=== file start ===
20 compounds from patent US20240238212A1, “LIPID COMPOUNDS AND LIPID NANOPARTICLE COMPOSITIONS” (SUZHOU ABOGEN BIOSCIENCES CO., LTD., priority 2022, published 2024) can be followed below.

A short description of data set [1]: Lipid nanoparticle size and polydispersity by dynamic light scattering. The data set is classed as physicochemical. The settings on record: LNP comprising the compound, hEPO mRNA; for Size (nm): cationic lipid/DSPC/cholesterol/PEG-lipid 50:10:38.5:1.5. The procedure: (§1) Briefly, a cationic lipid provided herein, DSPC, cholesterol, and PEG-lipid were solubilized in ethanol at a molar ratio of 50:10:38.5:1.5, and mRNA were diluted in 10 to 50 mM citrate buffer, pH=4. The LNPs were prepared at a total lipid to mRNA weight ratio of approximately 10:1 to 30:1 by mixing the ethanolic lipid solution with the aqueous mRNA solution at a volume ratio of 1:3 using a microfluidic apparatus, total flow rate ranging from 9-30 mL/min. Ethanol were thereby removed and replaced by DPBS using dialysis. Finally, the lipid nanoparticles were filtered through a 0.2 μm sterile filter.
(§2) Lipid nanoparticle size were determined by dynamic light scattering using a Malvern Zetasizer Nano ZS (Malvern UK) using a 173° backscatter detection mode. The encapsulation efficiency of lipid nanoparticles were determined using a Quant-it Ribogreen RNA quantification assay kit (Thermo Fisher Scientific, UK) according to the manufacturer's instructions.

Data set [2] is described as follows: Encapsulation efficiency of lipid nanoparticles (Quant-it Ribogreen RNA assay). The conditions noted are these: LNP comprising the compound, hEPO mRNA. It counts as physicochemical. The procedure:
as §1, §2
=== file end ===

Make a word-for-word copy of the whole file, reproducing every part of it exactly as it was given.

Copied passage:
20 compounds from patent US20240238212A1, “LIPID COMPOUNDS AND LIPID NANOPARTICLE COMPOSITIONS” (SUZHOU ABOGEN BIOSCIENCES CO., LTD., priority 2022, published 2024) can be followed below.

A short description of data set [1]: Lipid nanoparticle size and polydispersity by dynamic light scattering. The data set is classed as physicochemical. The settings on record: LNP comprising the compound, hEPO mRNA; for Size (nm): cationic lipid/DSPC/cholesterol/PEG-lipid 50:10:38.5:1.5. The procedure: (§1) Briefly, a cationic lipid provided herein, DSPC, cholesterol, and PEG-lipid were solubilized in ethanol at a molar ratio of 50:10:38.5:1.5, and mRNA were diluted in 10 to 50 mM citrate buffer, pH=4. The LNPs were prepared at a total lipid to mRNA weight ratio of approximately 10:1 to 30:1 by mixing the ethanolic lipid solution with the aqueous mRNA solution at a volume ratio of 1:3 using a microfluidic apparatus, total flow rate ranging from 9-30 mL/min. Ethanol were thereby removed and replaced by DPBS using dialysis. Finally, the lipid nanoparticles were filtered through a 0.2 μm sterile filter.
(§2) Lipid nanoparticle size were determined by dynamic light scattering using a Malvern Zetasizer Nano ZS (Malvern UK) using a 173° backscatter detection mode. The encapsulation efficiency of lipid nanoparticles were determined using a Quant-it Ribogreen RNA quantification assay kit (Thermo Fisher Scientific, UK) according to the manufacturer's instructions.

Data set [2] is described as follows: Encapsulation efficiency of lipid nanoparticles (Quant-it Ribogreen RNA assay). The conditions noted are these: LNP comprising the compound, hEPO mRNA. It counts as physicochemical. The procedure:
as §1, §2